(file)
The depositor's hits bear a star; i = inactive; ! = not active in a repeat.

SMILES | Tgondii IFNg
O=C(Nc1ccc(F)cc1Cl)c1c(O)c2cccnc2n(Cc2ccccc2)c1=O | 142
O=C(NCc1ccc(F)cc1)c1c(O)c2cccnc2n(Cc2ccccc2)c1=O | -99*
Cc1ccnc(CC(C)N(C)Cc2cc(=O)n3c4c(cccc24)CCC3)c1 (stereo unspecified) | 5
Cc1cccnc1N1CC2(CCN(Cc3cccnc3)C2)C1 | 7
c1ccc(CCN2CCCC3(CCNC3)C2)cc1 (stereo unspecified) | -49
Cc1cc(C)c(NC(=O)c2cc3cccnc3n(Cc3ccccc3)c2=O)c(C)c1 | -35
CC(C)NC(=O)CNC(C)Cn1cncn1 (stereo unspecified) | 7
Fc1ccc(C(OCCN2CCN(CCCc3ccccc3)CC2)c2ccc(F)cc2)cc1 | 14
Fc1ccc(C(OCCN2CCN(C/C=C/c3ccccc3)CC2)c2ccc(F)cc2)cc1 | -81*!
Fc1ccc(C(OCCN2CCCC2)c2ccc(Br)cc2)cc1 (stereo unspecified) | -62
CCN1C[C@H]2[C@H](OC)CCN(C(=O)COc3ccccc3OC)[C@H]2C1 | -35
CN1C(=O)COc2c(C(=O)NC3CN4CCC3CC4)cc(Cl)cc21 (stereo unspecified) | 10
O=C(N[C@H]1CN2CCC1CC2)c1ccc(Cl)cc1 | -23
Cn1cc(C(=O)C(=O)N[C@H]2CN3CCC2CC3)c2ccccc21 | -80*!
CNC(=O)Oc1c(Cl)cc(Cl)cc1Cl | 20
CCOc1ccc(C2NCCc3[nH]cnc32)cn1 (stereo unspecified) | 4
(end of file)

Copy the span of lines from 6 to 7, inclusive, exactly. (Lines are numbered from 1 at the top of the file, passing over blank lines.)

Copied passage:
Cc1cccnc1N1CC2(CCN(Cc3cccnc3)C2)C1 | 7
c1ccc(CCN2CCCC3(CCNC3)C2)cc1 (stereo unspecified) | -49